In part one of this two-part series, I talked about how our daughter's conception via donor embryo is not quite like adoption, the way I had originally believed when first pursuing this alternative to parenthood. Here, I cover how it's not exactly the same as sperm- or ova-donation conception either.
The first and most obvious difference is that most donor conceived individuals still share half of their genetics with one of their parents. (Except, of course, for those families who were built via "double donor", meaning sperm donor and egg donor, neither of whom know each other or the intended recipient parents (at least not in anonymous donation). But that actually presents a still further complication when it comes to ethics, so I'll leave it alone here.) In embryo donation, the child born to the parents shares neither of their genetics. This is precisely why the first part of this mini-series dealt with a comparison with adoption. Adopted individuals likewise don't share either of their adoptive parents' genetics (again, except for step-parent or kinship adoption... seems like there's always an exception to everything, isn't there?)
This lack of any genetic linkage can be good or bad, depending on ones' perspective. From the intended parent's perspective, I couldn't imagine mixing my own DNA with that of any man other than my husband. On some level, it felt as though I would've had a child "with" this other man, putting my husband in a sort of step-parent role. I know not everyone sees it that way, but I do, and that's why we didn't pursue single-gamete (sperm) donation.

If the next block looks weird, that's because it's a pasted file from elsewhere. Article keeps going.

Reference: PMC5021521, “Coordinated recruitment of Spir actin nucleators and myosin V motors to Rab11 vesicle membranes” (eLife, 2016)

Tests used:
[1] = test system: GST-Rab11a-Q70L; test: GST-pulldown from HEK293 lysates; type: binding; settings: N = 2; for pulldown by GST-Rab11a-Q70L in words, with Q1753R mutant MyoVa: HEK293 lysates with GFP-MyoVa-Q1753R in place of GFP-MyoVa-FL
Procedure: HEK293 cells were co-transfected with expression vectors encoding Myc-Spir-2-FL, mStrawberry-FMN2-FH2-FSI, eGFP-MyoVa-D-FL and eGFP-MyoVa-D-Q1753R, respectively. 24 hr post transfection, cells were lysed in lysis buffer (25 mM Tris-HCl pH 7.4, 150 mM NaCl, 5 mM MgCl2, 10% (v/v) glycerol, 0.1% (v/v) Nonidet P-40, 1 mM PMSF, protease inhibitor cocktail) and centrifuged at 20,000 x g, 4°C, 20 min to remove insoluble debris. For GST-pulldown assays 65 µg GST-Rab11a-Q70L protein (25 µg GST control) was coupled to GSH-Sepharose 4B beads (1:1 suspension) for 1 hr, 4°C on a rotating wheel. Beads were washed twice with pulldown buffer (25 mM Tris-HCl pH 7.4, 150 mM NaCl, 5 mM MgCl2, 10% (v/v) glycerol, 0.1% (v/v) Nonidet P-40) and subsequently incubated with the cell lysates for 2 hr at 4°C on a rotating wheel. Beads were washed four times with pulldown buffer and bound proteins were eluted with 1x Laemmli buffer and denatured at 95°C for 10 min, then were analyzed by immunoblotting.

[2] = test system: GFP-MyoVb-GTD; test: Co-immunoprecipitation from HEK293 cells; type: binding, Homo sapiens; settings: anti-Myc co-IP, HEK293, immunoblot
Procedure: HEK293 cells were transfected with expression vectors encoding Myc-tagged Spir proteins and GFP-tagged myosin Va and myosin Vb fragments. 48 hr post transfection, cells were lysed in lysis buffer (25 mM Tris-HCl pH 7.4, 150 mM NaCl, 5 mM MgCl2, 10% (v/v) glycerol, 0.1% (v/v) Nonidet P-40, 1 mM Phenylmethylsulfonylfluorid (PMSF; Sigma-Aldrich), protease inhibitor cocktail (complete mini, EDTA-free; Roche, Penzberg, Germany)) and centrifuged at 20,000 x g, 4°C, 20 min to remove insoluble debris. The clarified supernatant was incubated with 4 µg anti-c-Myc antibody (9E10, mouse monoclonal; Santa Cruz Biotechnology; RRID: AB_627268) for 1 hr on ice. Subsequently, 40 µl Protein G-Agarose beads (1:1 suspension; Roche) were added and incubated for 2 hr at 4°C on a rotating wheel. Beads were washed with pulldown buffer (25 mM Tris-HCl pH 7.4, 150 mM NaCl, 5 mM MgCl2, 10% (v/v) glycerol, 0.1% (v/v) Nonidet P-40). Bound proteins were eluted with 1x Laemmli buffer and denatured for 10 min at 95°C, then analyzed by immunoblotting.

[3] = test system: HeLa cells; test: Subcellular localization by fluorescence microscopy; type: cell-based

From the child's perspective, I did consider that it may be better to at least grow up with half of your genetic relatives rather than with none. Yet the gulf that the resulting implication (discussed above) would have left in my husband's and my relationship would've surely had a negative impact on our child. Furthermore, the difference of knowing some genetic relatives versus none at all may have had an unbalanced effect on the child's relationship with the genetic versus non-genetic parent. By utilizing embryo donation, the playing field was balanced out.
Another difference between embryo donation and gamete donation - at least the kind we utilized - is that my daughter was not specifically conceived with the intent of growing up not knowing some of her genetic relatives. She was not conceived specifically so that she would grow up in a "less than ideal" situation. These are perspectives I'm reading from donor-conceived adults, which is how I know these are things they think about. This process of being created on-demand, as it were, makes them feel manufactured, like a commodity. It affects the entire sense of self worth for some. And while there are "embryo donation" programs that are essentially double donor programs that are started before the intended parents come onto the scene, the "traditional" embryo donation is a lot more straightforward.